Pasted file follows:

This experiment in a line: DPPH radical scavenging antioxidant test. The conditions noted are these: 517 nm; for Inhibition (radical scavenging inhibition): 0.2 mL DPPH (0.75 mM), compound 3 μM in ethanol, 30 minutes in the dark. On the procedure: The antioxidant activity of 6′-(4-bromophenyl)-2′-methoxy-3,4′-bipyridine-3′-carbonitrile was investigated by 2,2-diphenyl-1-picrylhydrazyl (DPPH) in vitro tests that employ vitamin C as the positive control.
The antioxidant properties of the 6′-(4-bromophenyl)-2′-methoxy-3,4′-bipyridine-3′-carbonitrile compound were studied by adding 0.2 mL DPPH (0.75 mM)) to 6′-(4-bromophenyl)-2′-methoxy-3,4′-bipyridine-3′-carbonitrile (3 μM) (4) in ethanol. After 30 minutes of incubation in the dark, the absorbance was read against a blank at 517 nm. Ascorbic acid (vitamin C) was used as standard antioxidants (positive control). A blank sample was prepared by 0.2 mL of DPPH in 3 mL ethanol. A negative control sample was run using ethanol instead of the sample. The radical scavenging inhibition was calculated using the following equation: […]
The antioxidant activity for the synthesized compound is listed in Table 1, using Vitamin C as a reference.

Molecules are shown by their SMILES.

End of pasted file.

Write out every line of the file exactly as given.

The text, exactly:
This experiment in a line: DPPH radical scavenging antioxidant test. The conditions noted are these: 517 nm; for Inhibition (radical scavenging inhibition): 0.2 mL DPPH (0.75 mM), compound 3 μM in ethanol, 30 minutes in the dark. On the procedure: The antioxidant activity of 6′-(4-bromophenyl)-2′-methoxy-3,4′-bipyridine-3′-carbonitrile was investigated by 2,2-diphenyl-1-picrylhydrazyl (DPPH) in vitro tests that employ vitamin C as the positive control.
The antioxidant properties of the 6′-(4-bromophenyl)-2′-methoxy-3,4′-bipyridine-3′-carbonitrile compound were studied by adding 0.2 mL DPPH (0.75 mM)) to 6′-(4-bromophenyl)-2′-methoxy-3,4′-bipyridine-3′-carbonitrile (3 μM) (4) in ethanol. After 30 minutes of incubation in the dark, the absorbance was read against a blank at 517 nm. Ascorbic acid (vitamin C) was used as standard antioxidants (positive control). A blank sample was prepared by 0.2 mL of DPPH in 3 mL ethanol. A negative control sample was run using ethanol instead of the sample. The radical scavenging inhibition was calculated using the following equation: […]
The antioxidant activity for the synthesized compound is listed in Table 1, using Vitamin C as a reference.

Molecules are shown by their SMILES.